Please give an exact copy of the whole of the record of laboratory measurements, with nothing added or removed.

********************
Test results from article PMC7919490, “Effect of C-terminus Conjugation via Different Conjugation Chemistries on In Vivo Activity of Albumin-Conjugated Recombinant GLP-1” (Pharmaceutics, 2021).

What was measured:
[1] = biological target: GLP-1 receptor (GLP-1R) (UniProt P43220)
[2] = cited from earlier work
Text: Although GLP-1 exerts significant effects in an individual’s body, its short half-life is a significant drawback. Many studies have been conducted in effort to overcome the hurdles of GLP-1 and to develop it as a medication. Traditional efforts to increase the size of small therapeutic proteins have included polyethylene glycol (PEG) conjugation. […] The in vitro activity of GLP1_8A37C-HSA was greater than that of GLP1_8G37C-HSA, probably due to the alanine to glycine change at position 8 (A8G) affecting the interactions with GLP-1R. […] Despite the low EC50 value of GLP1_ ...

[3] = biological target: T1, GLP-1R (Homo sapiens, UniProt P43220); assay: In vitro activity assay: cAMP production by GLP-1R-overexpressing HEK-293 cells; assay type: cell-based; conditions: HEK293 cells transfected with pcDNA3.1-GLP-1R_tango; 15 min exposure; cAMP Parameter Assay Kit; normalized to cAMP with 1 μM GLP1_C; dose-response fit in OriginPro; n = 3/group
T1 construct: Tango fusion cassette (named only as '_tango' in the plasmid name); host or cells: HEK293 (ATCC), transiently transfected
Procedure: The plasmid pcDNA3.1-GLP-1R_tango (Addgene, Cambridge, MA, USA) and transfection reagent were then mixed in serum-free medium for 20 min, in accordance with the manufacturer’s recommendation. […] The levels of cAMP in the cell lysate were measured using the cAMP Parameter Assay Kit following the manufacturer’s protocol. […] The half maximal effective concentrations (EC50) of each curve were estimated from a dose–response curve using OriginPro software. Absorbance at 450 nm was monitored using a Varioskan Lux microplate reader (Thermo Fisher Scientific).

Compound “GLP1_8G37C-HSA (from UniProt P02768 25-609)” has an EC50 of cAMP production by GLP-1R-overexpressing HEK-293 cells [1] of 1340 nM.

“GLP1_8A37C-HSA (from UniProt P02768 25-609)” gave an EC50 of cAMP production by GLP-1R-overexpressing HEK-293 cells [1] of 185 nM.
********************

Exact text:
Test results from article PMC7919490, “Effect of C-terminus Conjugation via Different Conjugation Chemistries on In Vivo Activity of Albumin-Conjugated Recombinant GLP-1” (Pharmaceutics, 2021).

What was measured:
[1] = biological target: GLP-1 receptor (GLP-1R) (UniProt P43220)
[2] = cited from earlier work
Text: Although GLP-1 exerts significant effects in an individual’s body, its short half-life is a significant drawback. Many studies have been conducted in effort to overcome the hurdles of GLP-1 and to develop it as a medication. Traditional efforts to increase the size of small therapeutic proteins have included polyethylene glycol (PEG) conjugation. […] The in vitro activity of GLP1_8A37C-HSA was greater than that of GLP1_8G37C-HSA, probably due to the alanine to glycine change at position 8 (A8G) affecting the interactions with GLP-1R. […] Despite the low EC50 value of GLP1_ ...

[3] = biological target: T1, GLP-1R (Homo sapiens, UniProt P43220); assay: In vitro activity assay: cAMP production by GLP-1R-overexpressing HEK-293 cells; assay type: cell-based; conditions: HEK293 cells transfected with pcDNA3.1-GLP-1R_tango; 15 min exposure; cAMP Parameter Assay Kit; normalized to cAMP with 1 μM GLP1_C; dose-response fit in OriginPro; n = 3/group
T1 construct: Tango fusion cassette (named only as '_tango' in the plasmid name); host or cells: HEK293 (ATCC), transiently transfected
Procedure: The plasmid pcDNA3.1-GLP-1R_tango (Addgene, Cambridge, MA, USA) and transfection reagent were then mixed in serum-free medium for 20 min, in accordance with the manufacturer’s recommendation. […] The levels of cAMP in the cell lysate were measured using the cAMP Parameter Assay Kit following the manufacturer’s protocol. […] The half maximal effective concentrations (EC50) of each curve were estimated from a dose–response curve using OriginPro software. Absorbance at 450 nm was monitored using a Varioskan Lux microplate reader (Thermo Fisher Scientific).

Compound “GLP1_8G37C-HSA (from UniProt P02768 25-609)” has an EC50 of cAMP production by GLP-1R-overexpressing HEK-293 cells [1] of 1340 nM.

“GLP1_8A37C-HSA (from UniProt P02768 25-609)” gave an EC50 of cAMP production by GLP-1R-overexpressing HEK-293 cells [1] of 185 nM.